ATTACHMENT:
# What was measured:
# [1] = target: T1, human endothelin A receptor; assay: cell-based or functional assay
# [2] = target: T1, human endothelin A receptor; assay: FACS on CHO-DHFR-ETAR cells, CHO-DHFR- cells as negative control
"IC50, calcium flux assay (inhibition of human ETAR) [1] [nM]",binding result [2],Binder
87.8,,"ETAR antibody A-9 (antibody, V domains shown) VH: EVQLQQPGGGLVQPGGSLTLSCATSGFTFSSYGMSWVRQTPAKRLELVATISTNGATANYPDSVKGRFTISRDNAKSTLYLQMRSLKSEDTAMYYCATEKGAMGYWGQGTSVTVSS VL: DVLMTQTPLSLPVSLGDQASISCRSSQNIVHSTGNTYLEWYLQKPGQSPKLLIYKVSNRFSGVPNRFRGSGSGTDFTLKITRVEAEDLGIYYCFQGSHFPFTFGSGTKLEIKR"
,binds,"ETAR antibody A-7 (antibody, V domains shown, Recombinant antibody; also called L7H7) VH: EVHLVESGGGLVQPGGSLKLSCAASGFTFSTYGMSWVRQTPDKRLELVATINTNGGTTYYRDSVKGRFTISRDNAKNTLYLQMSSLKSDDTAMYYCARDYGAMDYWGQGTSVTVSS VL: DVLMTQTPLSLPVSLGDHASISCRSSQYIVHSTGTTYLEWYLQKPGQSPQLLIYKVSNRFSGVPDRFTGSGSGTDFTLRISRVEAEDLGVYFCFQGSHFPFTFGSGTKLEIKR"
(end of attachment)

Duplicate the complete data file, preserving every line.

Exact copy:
# What was measured:
# [1] = target: T1, human endothelin A receptor; assay: cell-based or functional assay
# [2] = target: T1, human endothelin A receptor; assay: FACS on CHO-DHFR-ETAR cells, CHO-DHFR- cells as negative control
"IC50, calcium flux assay (inhibition of human ETAR) [1] [nM]",binding result [2],Binder
87.8,,"ETAR antibody A-9 (antibody, V domains shown) VH: EVQLQQPGGGLVQPGGSLTLSCATSGFTFSSYGMSWVRQTPAKRLELVATISTNGATANYPDSVKGRFTISRDNAKSTLYLQMRSLKSEDTAMYYCATEKGAMGYWGQGTSVTVSS VL: DVLMTQTPLSLPVSLGDQASISCRSSQNIVHSTGNTYLEWYLQKPGQSPKLLIYKVSNRFSGVPNRFRGSGSGTDFTLKITRVEAEDLGIYYCFQGSHFPFTFGSGTKLEIKR"
,binds,"ETAR antibody A-7 (antibody, V domains shown, Recombinant antibody; also called L7H7) VH: EVHLVESGGGLVQPGGSLKLSCAASGFTFSTYGMSWVRQTPDKRLELVATINTNGGTTYYRDSVKGRFTISRDNAKNTLYLQMSSLKSDDTAMYYCARDYGAMDYWGQGTSVTVSS VL: DVLMTQTPLSLPVSLGDHASISCRSSQYIVHSTGTTYLEWYLQKPGQSPQLLIYKVSNRFSGVPDRFTGSGSGTDFTLRISRVEAEDLGVYFCFQGSHFPFTFGSGTKLEIKR"